Puerto Rican authorities have charged a grandfather with negligent homicide in the death of a toddler who fell from an 11th story window on a Caribbean cruise ship docked in San Juan this summer.
San Juan Investigations Chamber Judge Jimmy Sepúlveda ruled that prosecutors had provided probable cause for the arrest of Salvatore Anello, set bond at $80,000, and scheduled a hearing for November 20, NBC New York reported.
As CrimeOnline previously reported, Chloe Wiegand died on July 7 after falling from the 11th floor of the Freedom of the Seas cruise ship and landing on the hard, concrete surface of the Pan American dock. She was playing with her grandfather in the children’s H2O Zone children’s water park on the ship when, according to Anello’s lawyer, she fell from an open window. She was 18-months-old.
Anello, who often accompanied Chloe to her brothers’ hockey games, where she enthusiastically banged on the hockey rink glass panel, apparently lifted the girl up at her request while they were in the play area and sat her on the ledge, thinking the window behind her was protected by a glass wall. It wasn’t, and the window was open.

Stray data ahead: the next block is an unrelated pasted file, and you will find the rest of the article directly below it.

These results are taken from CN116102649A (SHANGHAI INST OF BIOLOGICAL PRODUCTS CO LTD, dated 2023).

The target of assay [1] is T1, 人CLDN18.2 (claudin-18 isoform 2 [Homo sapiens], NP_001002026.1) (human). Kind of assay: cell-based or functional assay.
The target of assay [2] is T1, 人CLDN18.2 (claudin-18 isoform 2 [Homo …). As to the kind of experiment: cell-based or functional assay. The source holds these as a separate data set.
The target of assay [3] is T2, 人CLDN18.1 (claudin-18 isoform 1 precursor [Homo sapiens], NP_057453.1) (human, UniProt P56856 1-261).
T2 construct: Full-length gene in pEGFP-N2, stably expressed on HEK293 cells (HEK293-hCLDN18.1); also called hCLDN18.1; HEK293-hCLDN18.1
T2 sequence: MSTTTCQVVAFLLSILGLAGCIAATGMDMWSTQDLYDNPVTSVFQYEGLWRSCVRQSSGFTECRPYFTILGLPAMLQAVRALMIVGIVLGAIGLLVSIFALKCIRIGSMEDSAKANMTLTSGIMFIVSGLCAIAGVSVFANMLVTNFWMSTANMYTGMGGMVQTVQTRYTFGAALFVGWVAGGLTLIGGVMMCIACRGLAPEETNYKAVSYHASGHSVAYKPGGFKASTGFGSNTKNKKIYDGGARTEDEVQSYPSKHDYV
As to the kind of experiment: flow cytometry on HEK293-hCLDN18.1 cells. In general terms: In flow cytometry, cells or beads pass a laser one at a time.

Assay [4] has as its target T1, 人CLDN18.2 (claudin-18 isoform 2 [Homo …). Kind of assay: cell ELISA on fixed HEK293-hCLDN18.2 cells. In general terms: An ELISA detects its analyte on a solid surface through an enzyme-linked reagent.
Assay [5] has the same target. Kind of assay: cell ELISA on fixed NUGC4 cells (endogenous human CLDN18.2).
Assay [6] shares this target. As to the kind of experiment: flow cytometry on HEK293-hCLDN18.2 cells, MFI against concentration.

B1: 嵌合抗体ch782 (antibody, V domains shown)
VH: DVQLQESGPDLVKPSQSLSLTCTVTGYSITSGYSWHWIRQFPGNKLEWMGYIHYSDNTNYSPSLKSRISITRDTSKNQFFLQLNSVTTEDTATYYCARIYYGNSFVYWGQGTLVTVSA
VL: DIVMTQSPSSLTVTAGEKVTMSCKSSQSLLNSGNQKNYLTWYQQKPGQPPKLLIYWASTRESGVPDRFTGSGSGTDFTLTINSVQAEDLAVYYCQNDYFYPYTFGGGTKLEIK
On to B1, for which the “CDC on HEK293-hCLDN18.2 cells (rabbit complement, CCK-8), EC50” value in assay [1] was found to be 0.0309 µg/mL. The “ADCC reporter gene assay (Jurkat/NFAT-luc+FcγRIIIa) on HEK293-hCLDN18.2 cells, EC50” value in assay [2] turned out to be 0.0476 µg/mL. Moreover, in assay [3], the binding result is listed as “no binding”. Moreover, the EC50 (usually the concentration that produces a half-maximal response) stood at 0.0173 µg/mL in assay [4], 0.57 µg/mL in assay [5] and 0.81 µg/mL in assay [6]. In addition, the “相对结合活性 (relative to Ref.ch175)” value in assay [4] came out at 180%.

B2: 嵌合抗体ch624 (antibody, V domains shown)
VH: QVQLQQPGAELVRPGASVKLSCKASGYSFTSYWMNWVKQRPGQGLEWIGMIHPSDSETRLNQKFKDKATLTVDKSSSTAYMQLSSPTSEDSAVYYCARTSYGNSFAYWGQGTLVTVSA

The little girl’s parents — Kimberly and Alan Wiegand, who were on the cruise with their daughter and both sets of grandparents — said in late July that they blamed Royal Caribbean for what they saw as an accident that needn’t have happened.
Kimberly Wiegand said in an interview on the Today show that there were “a million things” the cruise line could have done to help prevent the tragedy. The distraught mother said the cruise line told her the window was open for ventilation.
“And their response to that was, ‘We need ventilation,’” she said. “Well, to that I would say, ‘Get a fan. Come up with some other mechanism to make your guests comfortable, rather than creating a tremendous safety hazard that cost our child her life.’”
“There’s no doubt this was an accident. Really the singular question is, were there safety measures that could have been in place and should have been in place? If they were in place, again, there would have been no tragedy,” the couple’s lawyer, Michael Winkleman, said.
The family is from Indiana, where Alan Wiegand is a South Bend police officer.
For the latest true crime and justice news, subscribe to the ‘Crime Stories with Nancy Grace’ podcast. Here is a related episode.
[Feature Photo: Chloe Wiegand/Family Handout]